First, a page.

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Ensuring the correctness of multithreaded programs is difficult, due to the potential for unexpected interactions between concurrent threads. We focus on the fundamental noninterference property of atomicity and present a dynamic analysis for detecting atomicity violations. This analysis combines ideas from both Lipton’s theory of reduction and earlier dynamic race detectors such as Eraser. Experimental results demonstrate that this dynamic atomicity analysis is effective for detecting errors due to unintended interactions between threads. In addition, the majority of methods in our benchmarks are atomic, supporting our hypothesis that atomicity is a standard methodology in multithreaded programming. 1 The Need for Atomicity Multiple threads of control are widely used in software development because they help reduce latency and provide better utilization of multiprocessor machines. However, reasoning about the correctness of multithreaded code is complicated by the nondeterministic interleaving of threads and the potential for unexpected interference between concurrent threads. Since exploring all possible interleavings of the executions of the various threads is clearly impractical, methods for specifying and controlling the interference between concurrent threads are crucial for the development of reliable multithreaded software. Much previous work on controlling thread interference has focused on race conditions, which occur when two threads simultaneously access the same data variable, and at least one of the accesses is a write [1]. Unfortunately, the absence of race conditions is not sufficient to ensure the absence of errors due to unexpected interference between threads. As a concrete illustration of
An Improvement of McMillan's Unfolding Algorithm
 Formal Methods in System Design
, 1996
"... McMillan has recently proposed a new technique to avoid the state explosion problem in the verification of systems modelled with finitestate Petri nets. The technique requires to construct a finite initial part of the unfolding of the net. McMillan's algorithm for this task may yield initial p ..."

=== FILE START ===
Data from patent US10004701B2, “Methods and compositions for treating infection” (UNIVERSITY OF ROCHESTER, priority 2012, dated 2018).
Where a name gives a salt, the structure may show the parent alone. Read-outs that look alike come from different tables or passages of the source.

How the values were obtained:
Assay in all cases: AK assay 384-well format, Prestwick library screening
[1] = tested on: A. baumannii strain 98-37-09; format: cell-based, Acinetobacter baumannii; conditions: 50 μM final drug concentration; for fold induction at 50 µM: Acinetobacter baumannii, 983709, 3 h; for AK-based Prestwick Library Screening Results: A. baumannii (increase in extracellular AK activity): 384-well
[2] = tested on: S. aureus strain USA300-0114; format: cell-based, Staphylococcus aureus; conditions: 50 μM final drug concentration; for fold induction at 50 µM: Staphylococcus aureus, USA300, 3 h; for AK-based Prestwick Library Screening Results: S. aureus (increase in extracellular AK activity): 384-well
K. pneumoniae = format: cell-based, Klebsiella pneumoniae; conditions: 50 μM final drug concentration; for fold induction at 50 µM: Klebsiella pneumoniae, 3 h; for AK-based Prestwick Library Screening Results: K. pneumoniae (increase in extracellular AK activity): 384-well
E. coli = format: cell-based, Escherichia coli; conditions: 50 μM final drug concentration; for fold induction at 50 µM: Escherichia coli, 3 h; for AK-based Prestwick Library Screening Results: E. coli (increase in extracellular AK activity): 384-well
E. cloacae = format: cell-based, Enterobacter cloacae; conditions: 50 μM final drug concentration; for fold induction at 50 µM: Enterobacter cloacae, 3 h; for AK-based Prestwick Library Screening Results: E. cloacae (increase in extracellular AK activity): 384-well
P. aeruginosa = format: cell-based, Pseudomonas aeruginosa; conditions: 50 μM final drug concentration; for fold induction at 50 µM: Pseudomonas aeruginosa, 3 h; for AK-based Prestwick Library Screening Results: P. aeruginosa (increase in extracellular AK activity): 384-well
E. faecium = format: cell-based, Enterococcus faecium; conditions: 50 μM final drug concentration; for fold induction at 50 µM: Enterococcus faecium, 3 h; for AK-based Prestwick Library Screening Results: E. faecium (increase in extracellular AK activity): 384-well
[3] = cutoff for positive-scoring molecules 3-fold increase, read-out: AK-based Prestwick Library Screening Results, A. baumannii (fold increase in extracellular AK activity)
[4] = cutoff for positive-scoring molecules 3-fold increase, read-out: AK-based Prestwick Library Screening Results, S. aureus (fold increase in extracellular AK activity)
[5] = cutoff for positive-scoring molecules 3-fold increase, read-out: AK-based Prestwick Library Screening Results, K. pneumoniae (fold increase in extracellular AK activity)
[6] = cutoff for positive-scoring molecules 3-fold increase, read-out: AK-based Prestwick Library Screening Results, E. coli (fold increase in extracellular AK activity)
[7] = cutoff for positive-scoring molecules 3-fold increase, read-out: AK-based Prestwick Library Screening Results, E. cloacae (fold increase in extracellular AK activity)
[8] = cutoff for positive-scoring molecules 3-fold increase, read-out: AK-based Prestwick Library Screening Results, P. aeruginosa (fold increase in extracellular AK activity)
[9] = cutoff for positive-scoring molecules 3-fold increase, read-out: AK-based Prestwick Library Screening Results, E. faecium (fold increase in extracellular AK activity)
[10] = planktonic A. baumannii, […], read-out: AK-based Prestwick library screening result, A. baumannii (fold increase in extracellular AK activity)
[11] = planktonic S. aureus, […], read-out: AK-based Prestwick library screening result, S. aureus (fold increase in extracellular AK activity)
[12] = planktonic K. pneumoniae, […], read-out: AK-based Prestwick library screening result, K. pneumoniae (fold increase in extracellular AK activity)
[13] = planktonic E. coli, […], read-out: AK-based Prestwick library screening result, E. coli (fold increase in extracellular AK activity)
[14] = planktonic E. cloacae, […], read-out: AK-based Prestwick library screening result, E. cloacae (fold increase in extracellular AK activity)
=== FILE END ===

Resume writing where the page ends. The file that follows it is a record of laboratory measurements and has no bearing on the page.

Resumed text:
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Cited by 178 (9 self)
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McMillan has recently proposed a new technique to avoid the state explosion problem in the verification of systems modelled with finitestate Petri nets. The technique requires to construct a finite initial part of the unfolding of the net. McMillan's algorithm for this task may yield initial parts that are larger than necessary (exponentially larger in the worst case). We present a refinement of the algorithm which overcomes this problem. 1 Introduction In a seminal paper [10], McMillan has proposed a new technique to avoid the state explosion problem in the verification of systems modelled with finitestate Petri nets. The technique is based on the concept of net unfolding, a well known partial order semantics of Petri nets introduced in [12], and later described in more detail in [4] under the name of branching processes. The unfolding of a net is another net, usually infinite but with a simpler structure. McMillan proposes an algorithm for the construction of a finite initial part...
Pointer Analysis for Multithreaded Programs
 ACM SIGPLAN 99
, 1999
"... This paper presents a novel interprocedural, flowsensitive, and contextsensitive pointer analysis algorithm for multithreaded programs that may concurrently update shared pointers. For each pointer and each program point, the algorithm computes a conservative approximation of the memory locations ..."
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Cited by 134 (13 self)
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This paper presents a novel interprocedural, flowsensitive, and contextsensitive pointer analysis algorithm for multithreaded programs that may concurrently update shared pointers. For each pointer and each program point, the algorithm computes a conservative approximation of the memory locations to which that pointer may point. The algorithm correctly handles a full range of constructs in multithreaded programs, including recursive functions, function pointers, structures, arrays, nested structures and arrays, pointer arithmetic, casts between pointer variables of different types, heap and stack allocated memory, shared global variables, and threadprivate global variables. We have implemented the algorithm in the SUIF compiler system and used the implementation to analyze a sizable set of multithreaded programs written in the Cilk multithreaded programming language. Our experimental results show that the analysis has good precision and converges quickly for our set of Cilk programs.